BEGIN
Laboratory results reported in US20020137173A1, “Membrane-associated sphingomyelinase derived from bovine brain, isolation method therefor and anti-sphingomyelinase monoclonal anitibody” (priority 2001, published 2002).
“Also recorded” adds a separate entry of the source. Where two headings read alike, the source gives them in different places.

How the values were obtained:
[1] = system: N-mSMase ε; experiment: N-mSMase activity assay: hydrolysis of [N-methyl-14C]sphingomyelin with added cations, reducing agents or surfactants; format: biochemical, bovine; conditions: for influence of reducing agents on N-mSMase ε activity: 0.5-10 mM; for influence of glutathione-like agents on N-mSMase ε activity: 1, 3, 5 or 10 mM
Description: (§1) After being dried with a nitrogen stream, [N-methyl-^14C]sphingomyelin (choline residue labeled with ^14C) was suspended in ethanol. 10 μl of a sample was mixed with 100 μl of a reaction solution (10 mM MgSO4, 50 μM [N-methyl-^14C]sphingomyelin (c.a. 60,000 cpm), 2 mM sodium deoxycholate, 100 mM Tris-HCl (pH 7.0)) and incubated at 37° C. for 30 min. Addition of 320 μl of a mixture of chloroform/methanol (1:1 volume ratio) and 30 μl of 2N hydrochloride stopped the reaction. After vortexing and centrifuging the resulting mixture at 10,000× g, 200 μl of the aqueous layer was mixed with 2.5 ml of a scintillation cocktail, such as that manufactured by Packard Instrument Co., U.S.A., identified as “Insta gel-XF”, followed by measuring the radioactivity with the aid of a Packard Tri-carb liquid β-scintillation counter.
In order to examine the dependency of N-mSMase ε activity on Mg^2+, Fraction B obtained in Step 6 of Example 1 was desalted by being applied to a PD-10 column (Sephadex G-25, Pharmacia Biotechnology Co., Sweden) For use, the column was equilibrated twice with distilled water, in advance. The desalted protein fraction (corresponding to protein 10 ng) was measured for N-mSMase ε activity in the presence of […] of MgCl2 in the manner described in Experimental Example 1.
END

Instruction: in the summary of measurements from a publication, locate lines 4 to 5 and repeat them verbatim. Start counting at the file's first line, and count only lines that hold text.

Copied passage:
[1] = system: N-mSMase ε; experiment: N-mSMase activity assay: hydrolysis of [N-methyl-14C]sphingomyelin with added cations, reducing agents or surfactants; format: biochemical, bovine; conditions: for influence of reducing agents on N-mSMase ε activity: 0.5-10 mM; for influence of glutathione-like agents on N-mSMase ε activity: 1, 3, 5 or 10 mM
Description: (§1) After being dried with a nitrogen stream, [N-methyl-^14C]sphingomyelin (choline residue labeled with ^14C) was suspended in ethanol. 10 μl of a sample was mixed with 100 μl of a reaction solution (10 mM MgSO4, 50 μM [N-methyl-^14C]sphingomyelin (c.a. 60,000 cpm), 2 mM sodium deoxycholate, 100 mM Tris-HCl (pH 7.0)) and incubated at 37° C. for 30 min. Addition of 320 μl of a mixture of chloroform/methanol (1:1 volume ratio) and 30 μl of 2N hydrochloride stopped the reaction. After vortexing and centrifuging the resulting mixture at 10,000× g, 200 μl of the aqueous layer was mixed with 2.5 ml of a scintillation cocktail, such as that manufactured by Packard Instrument Co., U.S.A., identified as “Insta gel-XF”, followed by measuring the radioactivity with the aid of a Packard Tri-carb liquid β-scintillation counter.